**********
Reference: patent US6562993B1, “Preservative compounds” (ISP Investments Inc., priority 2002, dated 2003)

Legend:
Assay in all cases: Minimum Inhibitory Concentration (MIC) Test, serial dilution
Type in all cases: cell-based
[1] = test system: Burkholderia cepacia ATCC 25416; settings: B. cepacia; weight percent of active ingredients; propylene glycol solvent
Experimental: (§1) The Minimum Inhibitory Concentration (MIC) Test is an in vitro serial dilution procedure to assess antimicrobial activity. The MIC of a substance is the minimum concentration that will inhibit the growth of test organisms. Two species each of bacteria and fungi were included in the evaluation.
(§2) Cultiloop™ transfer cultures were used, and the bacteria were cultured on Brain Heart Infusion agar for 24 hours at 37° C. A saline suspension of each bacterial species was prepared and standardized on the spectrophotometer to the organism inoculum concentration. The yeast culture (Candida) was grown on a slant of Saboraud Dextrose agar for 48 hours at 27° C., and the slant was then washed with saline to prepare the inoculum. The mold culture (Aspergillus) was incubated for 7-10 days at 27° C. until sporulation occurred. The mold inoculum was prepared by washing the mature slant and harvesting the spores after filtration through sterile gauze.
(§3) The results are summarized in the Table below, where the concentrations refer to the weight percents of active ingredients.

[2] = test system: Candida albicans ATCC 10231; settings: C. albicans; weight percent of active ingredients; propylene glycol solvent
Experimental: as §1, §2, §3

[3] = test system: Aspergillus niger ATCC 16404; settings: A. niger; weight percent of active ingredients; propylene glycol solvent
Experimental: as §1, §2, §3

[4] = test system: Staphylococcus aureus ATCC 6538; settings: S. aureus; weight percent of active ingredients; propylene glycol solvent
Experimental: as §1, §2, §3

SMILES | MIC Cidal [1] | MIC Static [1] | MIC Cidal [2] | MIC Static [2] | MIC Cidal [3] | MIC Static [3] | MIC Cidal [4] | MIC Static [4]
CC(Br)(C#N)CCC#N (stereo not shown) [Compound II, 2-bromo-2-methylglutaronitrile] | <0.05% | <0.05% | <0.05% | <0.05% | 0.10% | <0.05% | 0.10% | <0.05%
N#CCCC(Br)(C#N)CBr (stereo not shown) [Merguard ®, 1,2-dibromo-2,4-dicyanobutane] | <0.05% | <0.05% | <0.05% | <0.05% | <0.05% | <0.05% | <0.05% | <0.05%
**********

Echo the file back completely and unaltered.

Reference: patent US6562993B1, “Preservative compounds” (ISP Investments Inc., priority 2002, dated 2003)

Legend:
Assay in all cases: Minimum Inhibitory Concentration (MIC) Test, serial dilution
Type in all cases: cell-based
[1] = test system: Burkholderia cepacia ATCC 25416; settings: B. cepacia; weight percent of active ingredients; propylene glycol solvent
Experimental: (§1) The Minimum Inhibitory Concentration (MIC) Test is an in vitro serial dilution procedure to assess antimicrobial activity. The MIC of a substance is the minimum concentration that will inhibit the growth of test organisms. Two species each of bacteria and fungi were included in the evaluation.
(§2) Cultiloop™ transfer cultures were used, and the bacteria were cultured on Brain Heart Infusion agar for 24 hours at 37° C. A saline suspension of each bacterial species was prepared and standardized on the spectrophotometer to the organism inoculum concentration. The yeast culture (Candida) was grown on a slant of Saboraud Dextrose agar for 48 hours at 27° C., and the slant was then washed with saline to prepare the inoculum. The mold culture (Aspergillus) was incubated for 7-10 days at 27° C. until sporulation occurred. The mold inoculum was prepared by washing the mature slant and harvesting the spores after filtration through sterile gauze.
(§3) The results are summarized in the Table below, where the concentrations refer to the weight percents of active ingredients.

[2] = test system: Candida albicans ATCC 10231; settings: C. albicans; weight percent of active ingredients; propylene glycol solvent
Experimental: as §1, §2, §3

[3] = test system: Aspergillus niger ATCC 16404; settings: A. niger; weight percent of active ingredients; propylene glycol solvent
Experimental: as §1, §2, §3

[4] = test system: Staphylococcus aureus ATCC 6538; settings: S. aureus; weight percent of active ingredients; propylene glycol solvent
Experimental: as §1, §2, §3

SMILES | MIC Cidal [1] | MIC Static [1] | MIC Cidal [2] | MIC Static [2] | MIC Cidal [3] | MIC Static [3] | MIC Cidal [4] | MIC Static [4]
CC(Br)(C#N)CCC#N (stereo not shown) [Compound II, 2-bromo-2-methylglutaronitrile] | <0.05% | <0.05% | <0.05% | <0.05% | 0.10% | <0.05% | 0.10% | <0.05%
N#CCCC(Br)(C#N)CBr (stereo not shown) [Merguard ®, 1,2-dibromo-2,4-dicyanobutane] | <0.05% | <0.05% | <0.05% | <0.05% | <0.05% | <0.05% | <0.05% | <0.05%